Sunday, October 19, 2014

The Irrational Scientist

The train sped across the one of the worst mountain passes in the world through a torrential monsoon downpour. Water was dousing my face through the broken window. I groaned, my stomach growled from indigestion, and my head throbbed from allergies. On the other side, the dark-haired scientist dozed like a baby oblivious to the world outside, lost in his dreams again. As the train lurched violently from side to side, I glimpsed the deep ravine below us and shut my eyes.

It was sixteen years ago, in my twenties, an age too young to take on an irrational quest like this. I should have been back in Colorado. I should have been home in the Rockies. Capturing the colors of the Fall. Blithely dancing in some Irish bar. Enjoying a ball game from the bleachers with a beer in hand. I cannot believe I volunteered for this crazy trip. 

The train whistled and plunged down a steep, terrifying descent. 

Just two days earlier, on an overcast Sunday afternoon in Colorado, Mark Shamass left a little post-it note on my front door. It was one of his strange habits – leaving funny quotes or lines from his new favorite poem or just an aphorism of philosophy. With a PhD from Maryland, Mark was continuing his post-doc in physical cosmology doing endless hours in 'shapeless research' as he would call it. He struck me as one who always searched for scientific answers for big questions. He wasn’t really interested in religion or God, but he was just so obsessed about the roots of our existence. He told me that his mind sometimes would do a loopy dance: Who am I? Is this real? Where do we go from here? So on and so forth until he snapped out of it, he said, by pinching his eyebrows forcibly until he could focus on the only rational explanation– that in a life that is lived only once, he’ll never get any wiser.

He was always the scientist and a darn good one (as I garnered from his awards). His lucid explanations of cosmological phenomena never failed to fascinate us even if it were in an Irish bar where we should really be dancing drunk instead of discussing origins of the universe.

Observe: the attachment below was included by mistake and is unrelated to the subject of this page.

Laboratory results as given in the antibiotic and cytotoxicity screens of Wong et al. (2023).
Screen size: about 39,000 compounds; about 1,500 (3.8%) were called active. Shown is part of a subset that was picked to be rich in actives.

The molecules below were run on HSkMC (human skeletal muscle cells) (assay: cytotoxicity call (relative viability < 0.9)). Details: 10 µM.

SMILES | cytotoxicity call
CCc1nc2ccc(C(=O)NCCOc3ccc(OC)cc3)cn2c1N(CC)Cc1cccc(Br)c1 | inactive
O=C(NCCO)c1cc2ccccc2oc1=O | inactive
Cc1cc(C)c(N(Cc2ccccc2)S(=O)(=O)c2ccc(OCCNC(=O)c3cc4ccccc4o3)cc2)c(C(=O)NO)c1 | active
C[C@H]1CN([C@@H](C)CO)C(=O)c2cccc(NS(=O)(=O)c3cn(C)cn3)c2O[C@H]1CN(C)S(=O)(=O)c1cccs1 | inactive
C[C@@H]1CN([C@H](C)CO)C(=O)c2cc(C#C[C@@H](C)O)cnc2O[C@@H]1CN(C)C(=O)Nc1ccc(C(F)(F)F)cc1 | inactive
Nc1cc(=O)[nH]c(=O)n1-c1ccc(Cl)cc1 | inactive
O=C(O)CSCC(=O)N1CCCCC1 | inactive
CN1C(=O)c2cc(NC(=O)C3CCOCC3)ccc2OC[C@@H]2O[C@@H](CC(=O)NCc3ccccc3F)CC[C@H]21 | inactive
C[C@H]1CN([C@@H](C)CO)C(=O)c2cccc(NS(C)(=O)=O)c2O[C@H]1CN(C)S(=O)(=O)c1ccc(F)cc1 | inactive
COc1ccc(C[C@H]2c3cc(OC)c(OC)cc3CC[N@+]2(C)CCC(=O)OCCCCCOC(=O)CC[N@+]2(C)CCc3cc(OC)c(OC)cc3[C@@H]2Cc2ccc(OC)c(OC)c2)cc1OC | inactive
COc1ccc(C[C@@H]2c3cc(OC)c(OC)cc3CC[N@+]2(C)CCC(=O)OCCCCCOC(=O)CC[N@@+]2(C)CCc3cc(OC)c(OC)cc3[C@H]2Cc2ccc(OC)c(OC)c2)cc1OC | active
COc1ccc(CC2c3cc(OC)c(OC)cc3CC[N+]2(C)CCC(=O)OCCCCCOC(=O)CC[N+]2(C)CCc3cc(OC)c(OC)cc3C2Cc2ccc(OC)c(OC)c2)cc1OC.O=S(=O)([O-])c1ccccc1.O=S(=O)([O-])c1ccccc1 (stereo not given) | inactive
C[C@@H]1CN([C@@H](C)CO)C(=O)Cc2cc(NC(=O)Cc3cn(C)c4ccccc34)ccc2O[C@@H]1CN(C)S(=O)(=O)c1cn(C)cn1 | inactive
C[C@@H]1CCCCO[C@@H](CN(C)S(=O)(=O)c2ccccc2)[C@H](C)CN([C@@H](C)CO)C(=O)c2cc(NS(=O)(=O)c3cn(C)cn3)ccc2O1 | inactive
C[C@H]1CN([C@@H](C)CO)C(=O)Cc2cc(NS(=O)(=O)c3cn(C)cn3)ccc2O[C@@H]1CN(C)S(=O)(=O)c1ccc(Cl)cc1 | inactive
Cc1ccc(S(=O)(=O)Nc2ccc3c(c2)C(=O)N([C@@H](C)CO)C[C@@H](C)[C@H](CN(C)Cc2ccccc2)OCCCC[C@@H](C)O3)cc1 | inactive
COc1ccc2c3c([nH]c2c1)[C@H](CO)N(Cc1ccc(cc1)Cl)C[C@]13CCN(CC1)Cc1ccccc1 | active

The note this time was different - there were just three words scrawled in charcoal: Please help me!  

This was peculiar - Mark wasn’t a taker, he was a giver. He was capable of giving, and giving gave him fulfillment. Heck, I’m the taker! I thought everyone knew I have nothing to give, I was completely undependable. What does he need from me? I rapped on his door.

A few grunts from the other side, pattering of feet, and the door flung open.

“You are early! I still haven’t finished the final sketch.”

I barely heard his words, staring at the scene beyond him. Papers strewn around, unwashed mugs, cushions tossed on the floor, clothes dangling on chairs, and him – what a ghastly sight! Unshaven, frizzy hair like Doc Brown’s, and a charcoal pencil spinning in his fingers like a neutron star. This really can’t be Mark – the meticulously organized Mark I know who’s so orderly he even checks and aligns his furniture every week with a laser pointer.

“What the … ?” I whispered.

Mark dived after a sheet of paper lying on the table as books slithered off the surface to the floor.

“Well, let us get you started. You recognize this?” he asked me.

A lightly shaded sketch of an object - “I can’t say. Some ancient musical instrument?”